McRoberts was a sister town to Jenkins (as well as Burdine and Dunham). All were built by Consolidation Coal Co. beginning in 1912. All mined the mighty Elkhorn seam of coal, which conveniently outcropped along each side of the hollow. The miners at McRoberts worked in Mines No. 210, 2111, 212, 213, 214, and 215. At one time McRoberts featured schools, a baseball field, a Louisville & Nashville Railroad depot, company store, meat market, filling station, and hotel, among other structures. Now about all that remains are the houses, a few churches, a cemetery, and a whole lot of memories.


War On Poverty era picture of McRoberts. (1964 image by John Dominis)

Coal company houses at Jenkins. In the red house on the right a little bit of the original wood siding is visible. (Nov. 2016 image by author)

Smaller coal company houses at McRoberts. For some reason Consol called these "portable houses" perhaps because they came mostly assembled on the railroad from an industrial housing manufacturer. (Nov. 2016 image by author)

Back side of portable houses. (Nov. 2016 image by author)

Former superintendent's house. (Nov. 2016 image by author)

McRoberts Cemetery. (Nov. 2016 image by author)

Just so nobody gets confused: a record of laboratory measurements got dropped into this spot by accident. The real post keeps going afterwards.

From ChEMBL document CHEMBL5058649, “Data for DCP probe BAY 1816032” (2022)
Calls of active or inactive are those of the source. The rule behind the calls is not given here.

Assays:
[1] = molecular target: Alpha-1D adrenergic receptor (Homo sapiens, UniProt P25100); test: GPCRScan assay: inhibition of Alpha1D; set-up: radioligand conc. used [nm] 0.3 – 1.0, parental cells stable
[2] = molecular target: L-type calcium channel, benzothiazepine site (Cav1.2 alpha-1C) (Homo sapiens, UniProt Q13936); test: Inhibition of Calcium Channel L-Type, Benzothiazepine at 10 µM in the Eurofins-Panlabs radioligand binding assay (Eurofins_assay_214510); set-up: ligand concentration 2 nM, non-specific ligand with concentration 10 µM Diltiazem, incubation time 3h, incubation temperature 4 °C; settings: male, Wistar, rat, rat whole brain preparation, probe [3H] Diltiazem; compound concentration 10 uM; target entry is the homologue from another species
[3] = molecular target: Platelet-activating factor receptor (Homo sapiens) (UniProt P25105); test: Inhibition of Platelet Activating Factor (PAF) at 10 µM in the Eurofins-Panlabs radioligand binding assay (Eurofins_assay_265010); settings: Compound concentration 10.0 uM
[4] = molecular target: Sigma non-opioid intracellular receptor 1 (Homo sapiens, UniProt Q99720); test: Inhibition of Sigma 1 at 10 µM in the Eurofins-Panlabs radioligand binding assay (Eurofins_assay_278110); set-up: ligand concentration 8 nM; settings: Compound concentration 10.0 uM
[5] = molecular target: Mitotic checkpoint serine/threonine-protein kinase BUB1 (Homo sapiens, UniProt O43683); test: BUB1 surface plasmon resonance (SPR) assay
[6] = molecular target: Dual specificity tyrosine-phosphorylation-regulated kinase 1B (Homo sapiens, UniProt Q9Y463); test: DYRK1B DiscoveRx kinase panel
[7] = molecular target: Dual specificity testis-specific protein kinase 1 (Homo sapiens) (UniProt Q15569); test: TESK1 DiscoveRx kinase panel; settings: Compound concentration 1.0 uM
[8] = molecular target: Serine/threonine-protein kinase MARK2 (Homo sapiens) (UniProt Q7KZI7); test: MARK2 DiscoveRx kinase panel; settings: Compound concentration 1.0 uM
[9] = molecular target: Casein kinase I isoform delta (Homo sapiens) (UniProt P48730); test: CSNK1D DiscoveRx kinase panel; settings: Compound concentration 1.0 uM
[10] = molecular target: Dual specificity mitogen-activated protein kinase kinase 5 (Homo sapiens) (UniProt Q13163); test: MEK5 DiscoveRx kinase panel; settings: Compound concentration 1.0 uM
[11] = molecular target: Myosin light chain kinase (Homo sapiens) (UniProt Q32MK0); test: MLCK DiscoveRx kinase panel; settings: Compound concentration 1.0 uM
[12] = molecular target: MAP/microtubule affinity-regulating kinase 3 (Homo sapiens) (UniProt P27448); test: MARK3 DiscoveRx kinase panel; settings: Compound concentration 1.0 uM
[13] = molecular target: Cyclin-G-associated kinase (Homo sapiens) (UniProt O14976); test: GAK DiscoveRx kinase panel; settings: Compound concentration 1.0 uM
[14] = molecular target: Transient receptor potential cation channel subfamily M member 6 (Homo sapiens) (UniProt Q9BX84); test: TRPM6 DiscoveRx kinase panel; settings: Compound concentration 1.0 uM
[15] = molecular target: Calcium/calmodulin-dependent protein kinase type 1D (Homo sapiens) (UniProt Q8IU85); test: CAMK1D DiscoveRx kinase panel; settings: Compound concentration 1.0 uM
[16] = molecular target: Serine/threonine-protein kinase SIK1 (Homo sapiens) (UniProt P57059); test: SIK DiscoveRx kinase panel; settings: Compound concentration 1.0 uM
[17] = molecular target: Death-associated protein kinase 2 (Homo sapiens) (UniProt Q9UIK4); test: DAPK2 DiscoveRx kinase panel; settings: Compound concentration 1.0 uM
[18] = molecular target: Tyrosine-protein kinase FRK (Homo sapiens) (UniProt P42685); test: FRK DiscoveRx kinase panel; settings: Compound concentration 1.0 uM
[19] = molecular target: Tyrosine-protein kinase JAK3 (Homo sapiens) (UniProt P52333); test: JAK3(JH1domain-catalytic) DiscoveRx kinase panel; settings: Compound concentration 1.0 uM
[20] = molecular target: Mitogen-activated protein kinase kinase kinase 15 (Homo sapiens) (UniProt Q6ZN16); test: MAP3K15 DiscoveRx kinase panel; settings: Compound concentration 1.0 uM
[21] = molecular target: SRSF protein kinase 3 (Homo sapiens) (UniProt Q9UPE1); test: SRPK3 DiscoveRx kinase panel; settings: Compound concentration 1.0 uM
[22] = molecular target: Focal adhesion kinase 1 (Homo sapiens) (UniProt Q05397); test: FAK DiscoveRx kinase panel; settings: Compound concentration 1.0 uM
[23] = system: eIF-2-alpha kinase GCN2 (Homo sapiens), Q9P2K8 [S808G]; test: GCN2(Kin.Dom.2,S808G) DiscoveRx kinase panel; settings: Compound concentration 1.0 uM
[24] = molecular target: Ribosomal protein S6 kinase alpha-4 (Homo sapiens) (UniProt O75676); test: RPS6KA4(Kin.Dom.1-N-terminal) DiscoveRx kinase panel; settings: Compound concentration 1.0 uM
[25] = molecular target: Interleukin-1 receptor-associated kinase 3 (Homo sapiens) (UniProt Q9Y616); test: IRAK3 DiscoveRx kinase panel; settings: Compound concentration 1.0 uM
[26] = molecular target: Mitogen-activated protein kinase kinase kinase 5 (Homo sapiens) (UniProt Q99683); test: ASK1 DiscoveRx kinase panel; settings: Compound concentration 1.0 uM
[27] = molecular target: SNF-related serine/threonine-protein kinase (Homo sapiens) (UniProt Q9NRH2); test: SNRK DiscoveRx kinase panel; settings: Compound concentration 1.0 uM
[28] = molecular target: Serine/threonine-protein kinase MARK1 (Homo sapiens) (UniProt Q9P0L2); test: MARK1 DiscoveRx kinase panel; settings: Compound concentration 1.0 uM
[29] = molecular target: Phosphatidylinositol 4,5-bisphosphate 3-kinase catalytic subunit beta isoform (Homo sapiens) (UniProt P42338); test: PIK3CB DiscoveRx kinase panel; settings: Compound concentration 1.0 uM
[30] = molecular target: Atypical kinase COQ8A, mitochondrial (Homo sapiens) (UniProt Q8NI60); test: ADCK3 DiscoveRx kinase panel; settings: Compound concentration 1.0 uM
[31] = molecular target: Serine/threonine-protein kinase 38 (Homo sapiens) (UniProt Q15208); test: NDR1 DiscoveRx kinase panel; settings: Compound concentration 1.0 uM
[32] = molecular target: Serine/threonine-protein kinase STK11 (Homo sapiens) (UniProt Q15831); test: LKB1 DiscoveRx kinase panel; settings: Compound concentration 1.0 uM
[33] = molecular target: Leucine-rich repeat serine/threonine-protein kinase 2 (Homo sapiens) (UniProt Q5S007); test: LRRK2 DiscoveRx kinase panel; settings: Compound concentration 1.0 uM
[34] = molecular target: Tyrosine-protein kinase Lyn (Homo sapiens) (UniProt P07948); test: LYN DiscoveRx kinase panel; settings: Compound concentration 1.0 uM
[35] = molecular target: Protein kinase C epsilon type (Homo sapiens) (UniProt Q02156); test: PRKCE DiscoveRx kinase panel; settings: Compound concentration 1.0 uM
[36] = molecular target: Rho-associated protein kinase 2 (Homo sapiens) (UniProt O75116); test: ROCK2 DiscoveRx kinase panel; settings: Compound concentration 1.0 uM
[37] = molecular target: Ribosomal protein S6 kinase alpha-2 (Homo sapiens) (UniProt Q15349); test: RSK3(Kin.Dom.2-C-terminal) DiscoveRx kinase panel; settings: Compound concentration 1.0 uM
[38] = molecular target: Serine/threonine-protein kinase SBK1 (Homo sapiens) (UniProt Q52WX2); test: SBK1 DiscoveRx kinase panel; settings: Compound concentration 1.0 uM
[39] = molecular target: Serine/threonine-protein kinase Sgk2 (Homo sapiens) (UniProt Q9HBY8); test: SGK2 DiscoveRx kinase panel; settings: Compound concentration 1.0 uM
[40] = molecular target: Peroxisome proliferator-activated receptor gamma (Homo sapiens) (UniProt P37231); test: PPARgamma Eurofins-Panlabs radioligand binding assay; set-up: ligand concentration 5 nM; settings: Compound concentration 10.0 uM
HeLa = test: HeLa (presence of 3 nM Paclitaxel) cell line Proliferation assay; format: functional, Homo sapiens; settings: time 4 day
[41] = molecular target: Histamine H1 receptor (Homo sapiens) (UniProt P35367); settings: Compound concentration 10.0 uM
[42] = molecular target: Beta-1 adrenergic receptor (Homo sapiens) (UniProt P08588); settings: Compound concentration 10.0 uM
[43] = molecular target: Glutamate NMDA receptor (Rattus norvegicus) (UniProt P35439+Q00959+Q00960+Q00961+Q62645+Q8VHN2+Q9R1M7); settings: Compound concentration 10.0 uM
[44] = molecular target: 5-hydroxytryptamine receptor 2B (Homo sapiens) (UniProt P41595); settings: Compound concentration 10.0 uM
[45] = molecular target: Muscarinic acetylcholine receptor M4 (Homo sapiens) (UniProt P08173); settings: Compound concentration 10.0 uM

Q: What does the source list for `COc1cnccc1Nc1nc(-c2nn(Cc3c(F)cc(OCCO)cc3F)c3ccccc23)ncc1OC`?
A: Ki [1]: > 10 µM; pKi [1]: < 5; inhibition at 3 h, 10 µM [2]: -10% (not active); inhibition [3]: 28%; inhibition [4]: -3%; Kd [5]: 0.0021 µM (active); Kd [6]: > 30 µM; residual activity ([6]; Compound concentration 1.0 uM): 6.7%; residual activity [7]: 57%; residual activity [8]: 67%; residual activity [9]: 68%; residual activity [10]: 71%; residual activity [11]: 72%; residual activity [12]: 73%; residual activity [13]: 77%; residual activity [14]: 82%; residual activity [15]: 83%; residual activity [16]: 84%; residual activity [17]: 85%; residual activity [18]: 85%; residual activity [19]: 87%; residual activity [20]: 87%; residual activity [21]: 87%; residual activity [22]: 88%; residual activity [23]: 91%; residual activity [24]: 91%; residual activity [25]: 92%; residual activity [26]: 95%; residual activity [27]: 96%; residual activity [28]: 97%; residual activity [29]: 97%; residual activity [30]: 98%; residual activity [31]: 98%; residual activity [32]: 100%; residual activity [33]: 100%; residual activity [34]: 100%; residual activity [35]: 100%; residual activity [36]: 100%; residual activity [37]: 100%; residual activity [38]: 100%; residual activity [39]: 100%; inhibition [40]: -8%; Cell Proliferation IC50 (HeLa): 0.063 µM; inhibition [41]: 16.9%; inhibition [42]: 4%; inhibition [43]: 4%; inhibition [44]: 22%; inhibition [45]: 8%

An article in the November 30, 1910 issue of The Coal Trade Journal stated, "The purchase by the Consolidation Coal Co. of Baltimore of 100,000 acres of coal lands in the Elkhorn coking-coal field in eastern Kentucky, and plans for its development on the basis of an annual output of 4,000,000 tons, are of wide importance in that they mark the opening up along broad lines of what is regarded as the largest undeveloped area of the highest grade of coking coal known to exist in the country. The purchase price of this particular tract was $4,500,000. The Louisville & Nashville will spend $5,000,000 to build to it. The company will spend $1,000,000 on a road of its own and ultimately several millions in development work, and other railroad lines will be built. A total investment of $15,000,000 to $20,000,000 will be made, directly and indirectly, as a result of this deal. This property is known to contain nine distinct seams of coal, but in the deal for its purchase its value was based only upon one seam, known as Elkhorn No. 3. This scam has been prospected throughout the property. It shows an average of about 8,000 tons per acre. or an estimated total of 800,000,000 tons, which, at an annual output of 4,000,000 tons, would be sufficient to last for 200 years."